# Assignment 3 COMP9021

\$30.00

## Description

Aims: The purpose of the assignment is to:
• practice the use of stacks;
• practice performing careful computations;
• develop problem solving skills.
Submission
can be submitted more than once: the last version is marked. Your assignment is due by June 7,
11:59pm.
Description and expected outputs
Find out about simple, alternating, transit mazes at
http://www.math.stonybrook.edu/~tony/mazes/index.html
The purpose of the assignment is to find out whether a sequence of numbers is a level sequence,
and if it is, output some Latex code that can be processed by pdflatex to produce a pdf file that
depicts a maze determined by that level sequence. For the second task, you will probably find
that the information about “the level sequence of an s.a.t. maze”, accessible from the url above, is
particularly useful.
Here are some possible interactions that demonstrate all possible outputs when the input is incorrect. Note that for any incorrect input, the first of these messages that applies should be
output.
\$ python

>>> from maze import *
>>> maze = Maze(’0 1 2 3 4 A’)
The input should consist of numbers.
>>> maze = Maze(’0 1 2’)
The input should consist of between 4 and 20 numbers.
>>> maze = Maze(’0 1 2 3 5’)
The input should consist of 0, 1, 2… N, in some order.
>>> maze = Maze(’1 0 2 3 4’)
The input should start with 0 and end with the largest number.
>>> maze = Maze(’0 1 2 4 3 5’)
The input should alternate between even and odd numbers.
>>> maze = Maze(’0 3 2 5 4 1 6’)
The input defines overlapping pairs.
1
Here are some possible interactions with correct inputs.
\$ python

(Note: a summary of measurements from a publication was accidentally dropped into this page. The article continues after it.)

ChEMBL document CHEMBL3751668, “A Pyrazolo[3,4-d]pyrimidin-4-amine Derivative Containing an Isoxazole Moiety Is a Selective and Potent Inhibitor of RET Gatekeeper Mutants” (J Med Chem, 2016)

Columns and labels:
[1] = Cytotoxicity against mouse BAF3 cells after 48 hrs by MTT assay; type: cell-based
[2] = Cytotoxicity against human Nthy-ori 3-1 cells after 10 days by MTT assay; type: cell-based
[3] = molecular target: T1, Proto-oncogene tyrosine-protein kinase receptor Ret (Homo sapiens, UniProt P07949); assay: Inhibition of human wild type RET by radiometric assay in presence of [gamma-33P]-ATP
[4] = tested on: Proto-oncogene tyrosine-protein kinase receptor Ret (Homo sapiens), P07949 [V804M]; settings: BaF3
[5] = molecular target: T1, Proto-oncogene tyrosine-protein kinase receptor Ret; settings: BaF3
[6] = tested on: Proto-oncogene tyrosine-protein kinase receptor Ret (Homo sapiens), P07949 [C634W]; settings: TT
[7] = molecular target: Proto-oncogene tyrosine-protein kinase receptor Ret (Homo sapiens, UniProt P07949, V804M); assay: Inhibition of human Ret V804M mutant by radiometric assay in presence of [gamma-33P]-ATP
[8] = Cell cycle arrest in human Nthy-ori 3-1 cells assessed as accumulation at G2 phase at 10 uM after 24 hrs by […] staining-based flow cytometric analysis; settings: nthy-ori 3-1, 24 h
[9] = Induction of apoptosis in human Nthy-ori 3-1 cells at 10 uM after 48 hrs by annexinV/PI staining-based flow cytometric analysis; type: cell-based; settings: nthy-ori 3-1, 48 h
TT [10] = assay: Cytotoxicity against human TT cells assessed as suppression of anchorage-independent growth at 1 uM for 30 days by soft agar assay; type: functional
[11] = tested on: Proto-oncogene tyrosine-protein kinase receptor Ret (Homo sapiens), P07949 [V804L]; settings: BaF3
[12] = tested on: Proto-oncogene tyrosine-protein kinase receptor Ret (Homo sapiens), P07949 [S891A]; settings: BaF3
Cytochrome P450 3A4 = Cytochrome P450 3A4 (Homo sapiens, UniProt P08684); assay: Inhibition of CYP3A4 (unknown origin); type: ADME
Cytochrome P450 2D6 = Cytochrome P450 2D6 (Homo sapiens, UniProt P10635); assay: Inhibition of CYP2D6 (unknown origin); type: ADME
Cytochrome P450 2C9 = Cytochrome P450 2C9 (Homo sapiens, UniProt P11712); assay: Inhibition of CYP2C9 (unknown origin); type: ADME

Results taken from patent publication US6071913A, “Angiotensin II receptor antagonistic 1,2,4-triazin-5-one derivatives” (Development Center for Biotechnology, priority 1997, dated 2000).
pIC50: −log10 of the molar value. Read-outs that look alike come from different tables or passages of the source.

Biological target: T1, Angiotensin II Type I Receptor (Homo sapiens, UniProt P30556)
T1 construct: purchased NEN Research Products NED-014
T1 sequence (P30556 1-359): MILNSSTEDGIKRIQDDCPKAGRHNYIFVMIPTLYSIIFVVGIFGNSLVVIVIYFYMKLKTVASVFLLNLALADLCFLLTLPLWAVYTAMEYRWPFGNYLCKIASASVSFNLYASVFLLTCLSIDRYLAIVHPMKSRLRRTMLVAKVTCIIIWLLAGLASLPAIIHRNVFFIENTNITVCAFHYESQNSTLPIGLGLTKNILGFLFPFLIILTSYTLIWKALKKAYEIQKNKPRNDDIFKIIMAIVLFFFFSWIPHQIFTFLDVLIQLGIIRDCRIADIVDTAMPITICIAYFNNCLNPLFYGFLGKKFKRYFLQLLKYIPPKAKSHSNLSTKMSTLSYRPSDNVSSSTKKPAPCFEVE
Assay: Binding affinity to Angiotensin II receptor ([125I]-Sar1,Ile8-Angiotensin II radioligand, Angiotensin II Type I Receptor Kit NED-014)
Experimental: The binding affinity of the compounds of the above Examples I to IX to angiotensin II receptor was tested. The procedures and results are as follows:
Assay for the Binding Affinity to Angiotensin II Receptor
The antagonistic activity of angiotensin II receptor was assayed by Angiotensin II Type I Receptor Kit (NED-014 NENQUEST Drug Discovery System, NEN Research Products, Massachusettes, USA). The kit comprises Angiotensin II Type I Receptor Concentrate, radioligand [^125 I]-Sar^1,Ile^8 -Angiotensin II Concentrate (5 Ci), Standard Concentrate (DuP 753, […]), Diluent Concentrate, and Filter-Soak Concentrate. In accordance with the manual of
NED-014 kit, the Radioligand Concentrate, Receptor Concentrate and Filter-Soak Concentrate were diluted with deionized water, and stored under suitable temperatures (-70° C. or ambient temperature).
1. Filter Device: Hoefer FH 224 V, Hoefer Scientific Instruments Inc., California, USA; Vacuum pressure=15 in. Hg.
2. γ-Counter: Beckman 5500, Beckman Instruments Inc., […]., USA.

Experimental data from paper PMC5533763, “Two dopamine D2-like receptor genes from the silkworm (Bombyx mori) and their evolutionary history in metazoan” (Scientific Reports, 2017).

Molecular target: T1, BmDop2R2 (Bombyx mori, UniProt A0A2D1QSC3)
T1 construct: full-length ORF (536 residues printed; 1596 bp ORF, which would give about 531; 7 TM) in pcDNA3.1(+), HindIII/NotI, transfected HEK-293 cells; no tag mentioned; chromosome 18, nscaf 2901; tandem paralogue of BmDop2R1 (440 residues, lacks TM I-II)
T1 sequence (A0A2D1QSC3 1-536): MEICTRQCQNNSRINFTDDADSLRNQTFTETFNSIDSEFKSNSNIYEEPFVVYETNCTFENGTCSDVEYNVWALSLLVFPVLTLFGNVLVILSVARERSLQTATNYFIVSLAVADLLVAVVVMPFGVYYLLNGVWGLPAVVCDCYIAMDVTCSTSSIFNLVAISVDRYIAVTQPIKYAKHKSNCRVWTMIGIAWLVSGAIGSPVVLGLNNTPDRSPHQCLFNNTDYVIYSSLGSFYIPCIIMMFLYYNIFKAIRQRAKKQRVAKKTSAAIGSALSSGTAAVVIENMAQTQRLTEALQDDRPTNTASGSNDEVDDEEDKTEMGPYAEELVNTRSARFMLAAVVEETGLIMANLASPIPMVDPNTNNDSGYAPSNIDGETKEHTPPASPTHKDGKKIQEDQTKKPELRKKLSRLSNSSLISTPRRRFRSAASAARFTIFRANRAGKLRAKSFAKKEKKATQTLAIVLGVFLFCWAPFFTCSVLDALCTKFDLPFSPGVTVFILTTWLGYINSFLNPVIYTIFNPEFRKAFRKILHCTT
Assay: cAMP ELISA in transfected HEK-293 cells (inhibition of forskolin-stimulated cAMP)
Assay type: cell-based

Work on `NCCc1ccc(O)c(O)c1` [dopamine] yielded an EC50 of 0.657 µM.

>>> from maze import *
>>> maze = Maze(’0 1 2 3’)
>>> maze.generate_latex_code(’maze_1’)
>>> maze = Maze(’0 3 2 1 4’)
>>> maze.generate_latex_code(’maze_2’)
>>> maze = Maze(’0 5 4 1 2 3 6’)
>>> maze.generate_latex_code(’maze_3’)
>>> maze = Maze(’0 7 6 5 4 3 2 1 8’)
>>> maze.generate_latex_code(’maze_4’)
>>> maze = Maze(’0 9 8 5 6 7 4 1 2 3 10’)
>>> maze.generate_latex_code(’maze_5’)
>>> maze = Maze(’0 7 6 5 4 1 2 3 8 11 10 9 12 13 14’)
>>> maze.generate_latex_code(’maze_6’)
>>> maze = Maze(’0 1 2 3 4 5 6 7 8 9 14 13 12 11 10 15’)
>>> maze.generate_latex_code(’maze_7’)
These statements produce files named maze 1.tex, maze 2.tex, . . . , maze 7.tex, that compiled
with pdflatex, produce the files maze 1.pdf, maze 2.pdf, . . . , maze 7.pdf.
1
Assessment
Incorrect input and appropriate error messages will be automatically tested for a maximum mark
of 4. The Latex code produced by correct input will be automatically tested for a maximum mark
of 5. Up to 1 mark will reward good readability of the source code, good comments when needed,
and reasonable complexity of the underlying logic. The output has to be exactly as expected. Use
diff to check whether your .tex files are identical to the sample .tex files. For instance, execute
\$ python

>>> from maze import *
>>> maze = Maze(’0 1 2 3’)
>>> maze.generate_latex_code(’my_maze_1’)
>>> ^D
\$ diff my_maze_1.tex maze_1.tex
diff should exit silently.
1For instance, the file maze 1.pdf is produced by executing pdflatex maze 1.tex
2